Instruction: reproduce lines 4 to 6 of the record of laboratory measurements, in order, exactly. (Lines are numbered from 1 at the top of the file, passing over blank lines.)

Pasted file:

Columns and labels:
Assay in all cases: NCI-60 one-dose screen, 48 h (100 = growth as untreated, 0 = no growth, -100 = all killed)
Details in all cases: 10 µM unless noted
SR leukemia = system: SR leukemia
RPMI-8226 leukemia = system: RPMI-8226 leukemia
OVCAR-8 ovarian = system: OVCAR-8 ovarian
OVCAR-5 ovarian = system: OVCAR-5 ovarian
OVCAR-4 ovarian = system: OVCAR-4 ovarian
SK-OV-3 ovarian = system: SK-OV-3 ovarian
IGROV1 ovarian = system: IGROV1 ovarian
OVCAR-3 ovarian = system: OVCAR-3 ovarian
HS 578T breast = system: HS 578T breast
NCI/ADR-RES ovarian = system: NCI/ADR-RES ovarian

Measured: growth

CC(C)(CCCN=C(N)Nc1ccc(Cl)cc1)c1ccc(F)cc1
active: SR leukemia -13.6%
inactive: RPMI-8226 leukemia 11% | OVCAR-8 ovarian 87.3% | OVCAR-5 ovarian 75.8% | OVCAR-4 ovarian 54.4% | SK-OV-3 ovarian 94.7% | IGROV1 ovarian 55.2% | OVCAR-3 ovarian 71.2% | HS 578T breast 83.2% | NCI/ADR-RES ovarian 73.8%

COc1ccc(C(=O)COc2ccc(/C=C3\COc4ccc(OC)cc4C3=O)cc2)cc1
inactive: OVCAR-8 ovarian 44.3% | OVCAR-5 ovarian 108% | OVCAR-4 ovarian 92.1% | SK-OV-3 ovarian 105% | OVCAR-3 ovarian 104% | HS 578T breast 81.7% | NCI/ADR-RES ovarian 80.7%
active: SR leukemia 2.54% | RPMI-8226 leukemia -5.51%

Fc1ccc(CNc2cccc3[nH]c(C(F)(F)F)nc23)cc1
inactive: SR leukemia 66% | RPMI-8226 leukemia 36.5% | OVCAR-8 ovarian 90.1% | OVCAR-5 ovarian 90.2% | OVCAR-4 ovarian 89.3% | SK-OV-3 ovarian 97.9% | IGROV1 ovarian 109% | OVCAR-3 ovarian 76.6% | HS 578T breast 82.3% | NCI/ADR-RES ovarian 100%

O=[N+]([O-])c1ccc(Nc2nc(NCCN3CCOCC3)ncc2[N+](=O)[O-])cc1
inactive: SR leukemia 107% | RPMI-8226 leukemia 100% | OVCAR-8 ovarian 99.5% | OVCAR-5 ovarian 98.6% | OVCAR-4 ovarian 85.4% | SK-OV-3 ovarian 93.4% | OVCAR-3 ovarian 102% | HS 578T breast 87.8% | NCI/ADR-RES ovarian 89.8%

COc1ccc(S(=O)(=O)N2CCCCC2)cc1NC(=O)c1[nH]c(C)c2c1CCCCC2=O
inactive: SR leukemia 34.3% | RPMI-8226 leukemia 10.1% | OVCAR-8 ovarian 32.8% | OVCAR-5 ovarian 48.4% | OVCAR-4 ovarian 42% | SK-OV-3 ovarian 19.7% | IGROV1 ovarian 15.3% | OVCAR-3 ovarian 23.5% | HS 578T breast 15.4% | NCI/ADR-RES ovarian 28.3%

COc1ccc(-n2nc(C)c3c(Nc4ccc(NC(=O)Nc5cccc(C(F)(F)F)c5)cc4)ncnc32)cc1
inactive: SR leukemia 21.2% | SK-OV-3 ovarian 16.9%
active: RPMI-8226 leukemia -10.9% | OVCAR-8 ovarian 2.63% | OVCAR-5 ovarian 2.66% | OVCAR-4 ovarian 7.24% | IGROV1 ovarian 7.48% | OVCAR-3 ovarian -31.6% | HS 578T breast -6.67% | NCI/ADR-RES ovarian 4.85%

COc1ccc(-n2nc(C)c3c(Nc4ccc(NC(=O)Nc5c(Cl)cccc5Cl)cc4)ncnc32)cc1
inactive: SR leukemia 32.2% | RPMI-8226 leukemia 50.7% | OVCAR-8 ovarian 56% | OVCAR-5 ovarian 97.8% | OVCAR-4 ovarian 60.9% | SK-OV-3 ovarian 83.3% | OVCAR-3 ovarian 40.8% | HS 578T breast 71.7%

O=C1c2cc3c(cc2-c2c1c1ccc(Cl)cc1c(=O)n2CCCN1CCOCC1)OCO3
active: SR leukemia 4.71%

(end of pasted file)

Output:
SR leukemia = system: SR leukemia
RPMI-8226 leukemia = system: RPMI-8226 leukemia
OVCAR-8 ovarian = system: OVCAR-8 ovarian